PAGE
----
A couple of nights ago, I was enjoying a rerun of a TV show from the 90s. Heading into a commercial break, I heard, “Promotional consideration provided by Wal-Mart,” as their logo and slogan appeared on screen: “Always low prices. Always.” Remember when that was Walmart’s identity?
Fast forward 10 or 15 years after that show’s original air date and the rise of companies like Amazon, Dollar Tree and others would force Walmart to ditch their “low prices” slogan (2007) and begin carving out a new identity in the marketplace.
This little trip down memory lane just reminded me of a simple truth: You can never get too comfortable with your offering or your position in the marketplace. No matter how good things are right now, you can be sure there is a “game changer” lurking around the corner.
The good news is that you can be the game changer, or — as branding and innovation experts Ken Tencer and John Paulo Cardoso say in their new book (an Amazon bestseller) — the one to Cause a Disturbance (affiliate link).
“If you can slice a melon or make a right-hand turn,” says the subtitle of their book, “you can be a breakthrough innovator.”
It turns out that innovation isn’t as complicated as we often make it out to be. See if one of these three myths has been holding you back:
1. I need smarter people, more money, better technology, or something else before I can innovate.
Ken says someone at a speaking engagement once asked him, “What tools do I need to be an innovator?” Ken’s response: “Your eyes and ears.”
In other words, innovation starts with paying attention.
“If you pay close attention and look, listen and learn,” the authors write, “you will see many opportunities to continually renew your engagement with customers.”
Innovation isn’t just about being creative for sake of being creative. It’s about understanding what your customers need, and observing where the market is going.
2. We need to get away on an “ideation” retreat… and then we’ll be ready to innovate.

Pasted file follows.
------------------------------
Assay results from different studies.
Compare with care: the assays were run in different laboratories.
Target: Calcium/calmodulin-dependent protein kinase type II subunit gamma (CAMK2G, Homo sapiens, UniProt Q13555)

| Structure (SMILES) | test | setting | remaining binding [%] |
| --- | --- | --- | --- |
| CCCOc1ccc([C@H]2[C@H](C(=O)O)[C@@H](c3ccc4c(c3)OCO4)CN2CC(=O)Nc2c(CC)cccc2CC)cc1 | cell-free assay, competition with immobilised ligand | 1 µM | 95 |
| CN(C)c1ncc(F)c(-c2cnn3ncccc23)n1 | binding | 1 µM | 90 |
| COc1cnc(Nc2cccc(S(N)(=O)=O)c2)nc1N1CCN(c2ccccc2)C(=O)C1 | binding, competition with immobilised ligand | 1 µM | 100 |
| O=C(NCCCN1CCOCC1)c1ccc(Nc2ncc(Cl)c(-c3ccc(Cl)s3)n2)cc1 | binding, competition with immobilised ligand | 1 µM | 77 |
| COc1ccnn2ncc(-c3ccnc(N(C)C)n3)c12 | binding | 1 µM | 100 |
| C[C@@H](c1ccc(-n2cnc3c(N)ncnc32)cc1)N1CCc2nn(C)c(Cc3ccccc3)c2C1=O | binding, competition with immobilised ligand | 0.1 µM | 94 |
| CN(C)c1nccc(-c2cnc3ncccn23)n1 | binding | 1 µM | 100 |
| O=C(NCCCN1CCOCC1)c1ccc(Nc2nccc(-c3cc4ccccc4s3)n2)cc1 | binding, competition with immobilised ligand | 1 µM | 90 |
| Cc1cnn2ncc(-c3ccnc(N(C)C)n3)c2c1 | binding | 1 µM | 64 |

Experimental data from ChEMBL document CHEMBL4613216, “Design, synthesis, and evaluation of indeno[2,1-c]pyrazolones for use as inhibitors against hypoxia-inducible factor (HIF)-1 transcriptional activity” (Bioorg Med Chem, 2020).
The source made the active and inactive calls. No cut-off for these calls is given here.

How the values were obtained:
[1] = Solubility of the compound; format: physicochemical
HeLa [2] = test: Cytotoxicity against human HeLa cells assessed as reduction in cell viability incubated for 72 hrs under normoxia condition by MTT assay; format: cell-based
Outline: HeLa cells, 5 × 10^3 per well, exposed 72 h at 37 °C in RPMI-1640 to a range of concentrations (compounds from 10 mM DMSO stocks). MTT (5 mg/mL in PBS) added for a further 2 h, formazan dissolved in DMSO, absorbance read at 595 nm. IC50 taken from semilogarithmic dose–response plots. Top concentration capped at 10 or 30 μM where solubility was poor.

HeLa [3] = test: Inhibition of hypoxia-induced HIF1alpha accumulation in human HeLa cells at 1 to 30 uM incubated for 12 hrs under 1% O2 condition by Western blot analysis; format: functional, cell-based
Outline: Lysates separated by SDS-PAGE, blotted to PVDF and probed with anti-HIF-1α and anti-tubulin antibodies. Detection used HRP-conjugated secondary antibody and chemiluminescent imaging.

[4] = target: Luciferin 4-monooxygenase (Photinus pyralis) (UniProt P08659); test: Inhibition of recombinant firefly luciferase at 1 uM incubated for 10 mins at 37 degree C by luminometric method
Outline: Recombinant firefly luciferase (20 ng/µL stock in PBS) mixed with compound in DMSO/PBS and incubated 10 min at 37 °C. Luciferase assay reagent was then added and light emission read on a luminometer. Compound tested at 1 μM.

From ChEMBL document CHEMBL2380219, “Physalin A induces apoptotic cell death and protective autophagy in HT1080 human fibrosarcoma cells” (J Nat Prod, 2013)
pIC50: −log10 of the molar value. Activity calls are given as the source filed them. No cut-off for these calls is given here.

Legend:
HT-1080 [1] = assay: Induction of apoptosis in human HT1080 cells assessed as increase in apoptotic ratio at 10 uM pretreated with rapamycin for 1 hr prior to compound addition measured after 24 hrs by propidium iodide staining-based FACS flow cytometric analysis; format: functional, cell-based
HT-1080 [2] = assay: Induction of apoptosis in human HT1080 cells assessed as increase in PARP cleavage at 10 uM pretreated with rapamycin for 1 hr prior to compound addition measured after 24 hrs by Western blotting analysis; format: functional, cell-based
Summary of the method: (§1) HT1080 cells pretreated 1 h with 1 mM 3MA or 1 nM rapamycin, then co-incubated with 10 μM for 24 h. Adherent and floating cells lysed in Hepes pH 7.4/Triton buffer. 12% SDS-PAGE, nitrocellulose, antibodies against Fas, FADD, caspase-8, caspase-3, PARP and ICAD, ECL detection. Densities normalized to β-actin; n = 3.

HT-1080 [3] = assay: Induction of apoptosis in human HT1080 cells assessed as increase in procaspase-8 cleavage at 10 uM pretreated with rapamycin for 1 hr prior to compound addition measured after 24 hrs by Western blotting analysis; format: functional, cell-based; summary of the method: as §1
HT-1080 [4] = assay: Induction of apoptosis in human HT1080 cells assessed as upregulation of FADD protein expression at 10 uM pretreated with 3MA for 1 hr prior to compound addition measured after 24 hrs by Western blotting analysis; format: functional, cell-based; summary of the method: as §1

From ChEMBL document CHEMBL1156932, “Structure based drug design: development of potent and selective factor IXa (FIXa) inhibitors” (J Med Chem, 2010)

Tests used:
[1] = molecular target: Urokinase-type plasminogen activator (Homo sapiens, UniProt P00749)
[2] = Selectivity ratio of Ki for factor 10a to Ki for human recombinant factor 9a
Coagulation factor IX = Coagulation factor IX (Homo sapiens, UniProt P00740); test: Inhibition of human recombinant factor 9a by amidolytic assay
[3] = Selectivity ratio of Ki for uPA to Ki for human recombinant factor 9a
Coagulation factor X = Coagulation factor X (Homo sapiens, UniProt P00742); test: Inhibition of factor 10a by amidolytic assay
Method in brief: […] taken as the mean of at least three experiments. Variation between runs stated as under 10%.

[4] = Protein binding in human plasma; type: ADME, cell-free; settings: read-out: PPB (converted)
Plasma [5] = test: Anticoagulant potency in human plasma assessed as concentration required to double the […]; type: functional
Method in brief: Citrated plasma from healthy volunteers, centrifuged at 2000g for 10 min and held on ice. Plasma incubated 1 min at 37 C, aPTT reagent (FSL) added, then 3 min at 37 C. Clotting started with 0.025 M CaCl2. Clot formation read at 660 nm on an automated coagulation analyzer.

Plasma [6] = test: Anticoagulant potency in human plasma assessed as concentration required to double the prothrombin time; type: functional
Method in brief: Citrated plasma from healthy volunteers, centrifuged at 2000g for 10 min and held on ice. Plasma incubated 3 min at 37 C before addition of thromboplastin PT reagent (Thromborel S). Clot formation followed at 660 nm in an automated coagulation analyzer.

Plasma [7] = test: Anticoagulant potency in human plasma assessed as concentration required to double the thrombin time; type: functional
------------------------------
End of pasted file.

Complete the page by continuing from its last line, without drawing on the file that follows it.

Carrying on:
There is certainly value in going offsite with the sole purpose of brainstorming and dreaming up new initiatives… but that’s not the only place innovation happens. The idea that could transform your business — and even your industry — may come to mind during a 5-minute walk through your store, or on the next call with a prospective customer.
Ken and John use the example of changing the oil in your car: “You wouldn’t change the oil in your car just once a year — the engine would sputter, seize up and die. So why let your company leave innovation or the introduction of new – even small – improvements to an annual schedule, planned retreats or sporadic brainstorming?”
Be open to innovation every day, not just every now and then.
3. Innovation requires invention.
“You do not need to reinvent, just rethink,” say Ken and John. “And do it.”
The subtitle of the book alludes to a great example of this. Have you ever bought pre-cut fruits or vegetables in the produce section of your grocery store? (Me, too.)
“Slicing a melon” is a nod the supermarket industry, where grocers noticed — innovation starts with paying attention, remember? — that as the pace of life picked up, people were going for more prepared and take-out foods. In response, stores started offering sliced melons and other ready-to-eat options.
Again, innovation is not as complicated as we often make it out to be. You don’t have to be an Amazon, Apple, Google or Starbucks. What one little thing could you do to make life better for your customers? That one little thing might be all it takes to grow your business.
For a step-by-step process to help you and your team bring innovative ideas to life, pick up a copy of Cause a Disturbance (affiliate link). Or if you’re looking for a speaker to address your leadership team, click here to learn more about Ken Tencer’s programs on branding, innovation and business growth.